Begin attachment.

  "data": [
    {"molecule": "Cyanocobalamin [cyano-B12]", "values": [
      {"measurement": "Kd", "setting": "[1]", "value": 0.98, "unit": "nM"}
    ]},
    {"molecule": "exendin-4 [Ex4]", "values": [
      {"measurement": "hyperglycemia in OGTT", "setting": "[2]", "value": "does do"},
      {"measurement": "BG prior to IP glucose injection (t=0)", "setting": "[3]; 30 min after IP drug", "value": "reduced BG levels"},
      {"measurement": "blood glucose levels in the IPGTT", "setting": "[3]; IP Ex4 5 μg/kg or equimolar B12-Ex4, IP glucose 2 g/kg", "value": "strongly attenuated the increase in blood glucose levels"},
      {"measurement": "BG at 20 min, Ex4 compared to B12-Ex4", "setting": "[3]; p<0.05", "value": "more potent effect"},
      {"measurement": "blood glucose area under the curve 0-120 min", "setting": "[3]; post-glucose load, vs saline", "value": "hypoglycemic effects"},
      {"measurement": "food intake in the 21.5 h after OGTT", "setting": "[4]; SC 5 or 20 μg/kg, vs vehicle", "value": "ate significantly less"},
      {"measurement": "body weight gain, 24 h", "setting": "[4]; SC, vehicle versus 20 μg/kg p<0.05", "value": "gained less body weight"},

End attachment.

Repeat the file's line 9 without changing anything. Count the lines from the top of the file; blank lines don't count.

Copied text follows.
      {"measurement": "BG at 20 min, Ex4 compared to B12-Ex4", "setting": "[3]; p<0.05", "value": "more potent effect"},